Since the average crawl space is a below-grade, you might think it’s normal to have moisture throughout. Here in Pennsylvania and in the surrounding New Jersey and Delaware areas, the seasons bring differing amounts of water. As water collects in the ground around your home, it is constantly trying to find ways into your crawlspace.
Negative Effects are Looming
Water makes its way into the crawlspace in a few ways. Plumbing leaks, seepage from surrounding soil and condensation of humidity each play their parts.
This moisture may at times seem harmless but it is far from it. Over time it causes wood rot, mold, mildew and sometimes attracts pests. In addition, these problems can spread to other parts of the home and cause further damage. Nearly 50% of the air upstairs in a home at one point comes from the basement or crawlspace.
Potential Problems Caused by Wet Crawlspace
Higher Energy Bills – A home with a crawl space rather than a basement immediately costs more to heat and cool. This occurs because damp air surrounding the dirt and soil requires more energy to condition. Crawlspace conversions as well as the proper crawlspace encapsulation can be long-terms fixes to this problem.
Mold – Mold lives on moisture so naturally, crawl spaces become safe havens for growth. Though some forms of mold are initially harmless, over time they will undoubtedly pose serious health risks. Mold and mildew releases airborne spores that eventually make their way into the rest of the home. By keeping your crawlspace dry and properly ventilated, you are creating a safer environment for you and your family while simultaneously assuring that the value of your home isn’t decreased by mold damage.
Foundation Issues – As the crawlspace is located at the lowest point of the home, it plays a crucial part in the health of the home’s foundation. Moisture in the crawlspace will over time seep into the walls and base of the foundation creating structural damage. This can easily become a far more expensive problem than mold and must be taken seriously.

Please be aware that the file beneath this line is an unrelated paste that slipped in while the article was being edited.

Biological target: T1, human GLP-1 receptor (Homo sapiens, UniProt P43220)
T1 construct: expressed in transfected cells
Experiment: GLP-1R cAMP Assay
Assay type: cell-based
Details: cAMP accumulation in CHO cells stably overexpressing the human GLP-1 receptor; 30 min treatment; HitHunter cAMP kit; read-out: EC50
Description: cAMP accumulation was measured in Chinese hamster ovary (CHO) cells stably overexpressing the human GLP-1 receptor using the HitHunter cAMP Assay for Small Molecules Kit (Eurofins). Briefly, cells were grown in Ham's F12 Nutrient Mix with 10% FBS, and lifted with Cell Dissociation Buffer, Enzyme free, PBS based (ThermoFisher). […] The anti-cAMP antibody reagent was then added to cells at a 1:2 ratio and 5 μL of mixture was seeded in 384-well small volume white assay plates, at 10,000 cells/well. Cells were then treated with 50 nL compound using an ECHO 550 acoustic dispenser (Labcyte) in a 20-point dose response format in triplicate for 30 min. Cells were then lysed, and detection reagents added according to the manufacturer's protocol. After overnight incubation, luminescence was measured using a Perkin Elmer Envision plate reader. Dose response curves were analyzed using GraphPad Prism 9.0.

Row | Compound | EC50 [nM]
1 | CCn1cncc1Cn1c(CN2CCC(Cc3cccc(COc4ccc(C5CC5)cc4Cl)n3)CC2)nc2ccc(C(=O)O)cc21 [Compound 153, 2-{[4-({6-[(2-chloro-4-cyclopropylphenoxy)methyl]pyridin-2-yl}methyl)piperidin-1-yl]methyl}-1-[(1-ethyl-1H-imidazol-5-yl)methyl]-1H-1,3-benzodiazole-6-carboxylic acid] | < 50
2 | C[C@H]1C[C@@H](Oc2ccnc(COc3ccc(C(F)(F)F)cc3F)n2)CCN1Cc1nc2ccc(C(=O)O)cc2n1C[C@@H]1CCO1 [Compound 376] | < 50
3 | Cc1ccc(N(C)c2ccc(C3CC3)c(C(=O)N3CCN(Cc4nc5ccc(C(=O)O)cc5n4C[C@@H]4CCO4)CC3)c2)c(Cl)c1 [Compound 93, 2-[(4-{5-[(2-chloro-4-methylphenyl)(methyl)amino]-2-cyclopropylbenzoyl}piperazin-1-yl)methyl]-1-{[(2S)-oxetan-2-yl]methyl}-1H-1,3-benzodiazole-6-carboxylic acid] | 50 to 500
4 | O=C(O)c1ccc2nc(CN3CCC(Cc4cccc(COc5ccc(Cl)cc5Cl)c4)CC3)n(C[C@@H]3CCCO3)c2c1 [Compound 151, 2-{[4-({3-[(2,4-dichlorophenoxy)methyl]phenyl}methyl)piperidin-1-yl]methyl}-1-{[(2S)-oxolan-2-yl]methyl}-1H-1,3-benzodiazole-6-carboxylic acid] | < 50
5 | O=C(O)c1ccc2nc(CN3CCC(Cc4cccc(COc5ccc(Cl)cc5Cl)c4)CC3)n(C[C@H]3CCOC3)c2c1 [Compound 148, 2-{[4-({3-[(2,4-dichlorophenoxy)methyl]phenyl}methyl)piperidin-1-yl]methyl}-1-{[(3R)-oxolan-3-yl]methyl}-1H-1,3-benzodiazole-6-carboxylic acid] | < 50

Why is There Water in My Crawlspace?
The first step to fixing a wet crawl space is to determine what’s causing the water problem. There are three main causes of water in the crawl space:
- Surface water typically enters the crawl space through roof drainage, overflowing gutters, grading issues and leaky basement windows or window wells.
- Groundwater can enter the crawl space several ways. The soil around the foundation can become saturated after periods of heavy rain or snow. Water from the surrounding soil pushes against the walls of the foundation, eventually finding its way in.
- Plumbing issues such as a plumbing leak or a burst pipe can introduce water into the crawl space. This comes in the form of both slow leaks and heavy flooding.
Keeping the Space Dry
Adding a dehumidifier and sump-pump system in the crawl space can prevent water and moisture damage. Dehumidifiers work slowly but surely so keep moisture levels in the air at a constant level while sump-pumps work to drive pooled water away from the home’s foundation.
If you have a crawl space that receives water when it rains, many times a waterproofing or drainage system is necessary to get the water problem under control. The type of system depends on the amount of water present and the path of which it enters the space. This is why it is CRUCIAL that you do not attempt to solve these problems on your own. A basement waterproofing professional such as ourselves are eager to help.
If you are experiencing any of these signs, please to do not hesitate. Give us a call today at 610-495-9111 for a FREE INSPECTION. For more detailed information on services, please visit www.basements911.com today.